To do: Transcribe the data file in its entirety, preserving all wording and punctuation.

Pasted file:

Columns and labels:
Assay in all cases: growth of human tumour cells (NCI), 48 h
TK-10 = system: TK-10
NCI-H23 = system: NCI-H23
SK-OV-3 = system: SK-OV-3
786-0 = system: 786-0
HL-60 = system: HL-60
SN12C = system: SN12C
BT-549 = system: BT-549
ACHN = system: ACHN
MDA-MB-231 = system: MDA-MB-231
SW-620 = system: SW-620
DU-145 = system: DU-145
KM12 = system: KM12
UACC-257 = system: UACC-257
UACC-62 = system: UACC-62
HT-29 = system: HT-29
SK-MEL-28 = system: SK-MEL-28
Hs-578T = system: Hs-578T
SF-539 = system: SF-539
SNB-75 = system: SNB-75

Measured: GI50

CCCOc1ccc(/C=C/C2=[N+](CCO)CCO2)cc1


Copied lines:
Columns and labels:
Assay in all cases: growth of human tumour cells (NCI), 48 h
TK-10 = system: TK-10
NCI-H23 = system: NCI-H23
SK-OV-3 = system: SK-OV-3
786-0 = system: 786-0
HL-60 = system: HL-60
SN12C = system: SN12C
BT-549 = system: BT-549
ACHN = system: ACHN
MDA-MB-231 = system: MDA-MB-231
SW-620 = system: SW-620
DU-145 = system: DU-145
KM12 = system: KM12
UACC-257 = system: UACC-257
UACC-62 = system: UACC-62
HT-29 = system: HT-29
SK-MEL-28 = system: SK-MEL-28
Hs-578T = system: Hs-578T
SF-539 = system: SF-539
SNB-75 = system: SNB-75

Measured: GI50

CCCOc1ccc(/C=C/C2=[N+](CCO)CCO2)cc1